However, the battery we’re using here outputs a maximum of 4.2V when fully charged, but the ESP32 GPIOs work at 3.3V. So, we need to add a voltage divider so that we’re able to read the voltage from the battery.

The voltage divider formula is as follows:

Vout = (Vbat*R2)/(R1+R2)

So, if we use R1=27k Ohm, and R2=100k Ohm,

We get: 1 Vout = (4.2*100k)/(27k + 100k) = 3.307V

So, when the battery is fully charged, the Vout outputs 3.307V that we can read with an ESP32 GPIO pin. To select the voltage divider resistance values, you can use this online calculator.

Step 12: ESP32 - Thingspeak-Deep-Sleep

The heart of our Weather Station is an ESP8266 SOC which is a power-hungry chip. When your project is powered by a plug-in the wall, you tend not to care too much about power consumption. But if you are going to power your project with batteries, every mA counts.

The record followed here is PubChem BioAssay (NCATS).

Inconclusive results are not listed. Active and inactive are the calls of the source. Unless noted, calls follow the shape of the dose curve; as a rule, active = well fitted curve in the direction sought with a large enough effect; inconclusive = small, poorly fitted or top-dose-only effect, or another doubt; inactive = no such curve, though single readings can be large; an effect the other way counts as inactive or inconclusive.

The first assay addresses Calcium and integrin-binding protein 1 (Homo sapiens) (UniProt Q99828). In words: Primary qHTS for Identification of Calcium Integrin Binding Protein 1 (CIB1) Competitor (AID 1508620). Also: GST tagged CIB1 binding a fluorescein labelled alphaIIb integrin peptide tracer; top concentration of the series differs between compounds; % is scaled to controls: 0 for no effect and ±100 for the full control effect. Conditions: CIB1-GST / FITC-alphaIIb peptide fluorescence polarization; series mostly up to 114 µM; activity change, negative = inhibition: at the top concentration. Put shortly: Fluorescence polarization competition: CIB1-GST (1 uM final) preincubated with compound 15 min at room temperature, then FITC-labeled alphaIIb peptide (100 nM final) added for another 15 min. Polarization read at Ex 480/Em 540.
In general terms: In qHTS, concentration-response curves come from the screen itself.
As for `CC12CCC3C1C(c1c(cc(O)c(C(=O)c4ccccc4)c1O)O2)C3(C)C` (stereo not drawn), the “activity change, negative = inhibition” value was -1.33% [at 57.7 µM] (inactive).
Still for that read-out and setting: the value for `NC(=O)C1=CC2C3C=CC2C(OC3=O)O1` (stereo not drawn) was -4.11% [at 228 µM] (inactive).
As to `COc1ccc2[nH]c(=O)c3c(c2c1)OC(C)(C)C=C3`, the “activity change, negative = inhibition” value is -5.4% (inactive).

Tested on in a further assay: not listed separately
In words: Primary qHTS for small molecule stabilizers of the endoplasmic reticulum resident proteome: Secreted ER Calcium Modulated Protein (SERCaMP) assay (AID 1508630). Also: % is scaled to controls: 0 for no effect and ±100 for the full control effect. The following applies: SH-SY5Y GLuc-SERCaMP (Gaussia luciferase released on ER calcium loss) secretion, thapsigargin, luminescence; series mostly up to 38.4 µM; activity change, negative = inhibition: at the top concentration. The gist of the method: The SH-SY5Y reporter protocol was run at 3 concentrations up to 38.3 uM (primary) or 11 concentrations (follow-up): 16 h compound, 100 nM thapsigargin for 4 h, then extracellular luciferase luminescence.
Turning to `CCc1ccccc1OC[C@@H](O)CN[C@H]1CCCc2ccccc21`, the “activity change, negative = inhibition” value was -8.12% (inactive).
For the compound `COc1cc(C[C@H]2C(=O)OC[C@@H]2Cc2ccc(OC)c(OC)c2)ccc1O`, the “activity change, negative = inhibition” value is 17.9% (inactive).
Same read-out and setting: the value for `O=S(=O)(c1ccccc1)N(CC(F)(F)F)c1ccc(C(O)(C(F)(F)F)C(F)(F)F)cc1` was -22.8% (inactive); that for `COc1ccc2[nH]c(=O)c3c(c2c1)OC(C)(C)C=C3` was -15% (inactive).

Our objective is to run the device by using a 18650 Li-Ion battery. To run the ESP32 by using a battery, we have to lower the power consumption. To do that, we’ll use the Deep Sleep Mode which is the most power-efficient option for the ESP chip. It allows to put the ESP32 into hibernation and saves the battery. You can wake up the ESP at regular intervals to make measurements and publish them.

Calculating Battery Life:

The ESP32 consumes around 75mA in normal operation and hits about 150mA while transmitting data over WiFi. and in Deep Sleep about 10uA. The ESP32 takes ~ 30secs to upload data.

Battery Life calculations:

Battery Used: 3400mAh / 3.7V 18650 Li-Ion

Publish Interval = 10mins ( ON Time: 30 sec and Sleep Time: 9 mins 30 sec )

Total number of Readings / Hour = 60/10 = 6

Power consumption per hour (ON time) = 6 x 150 mA * 30 / 3600 = 7.5mA

Sleep time = 6 x 10uA * 570 / 3600 = 0.0095 mA

Total time in hours on battery = 3400 / (7.5+0.0095) = 452.76Hrs

Total days on battery = 452.76/24 = 18.86 Days

Step 13: Solar Panel Selection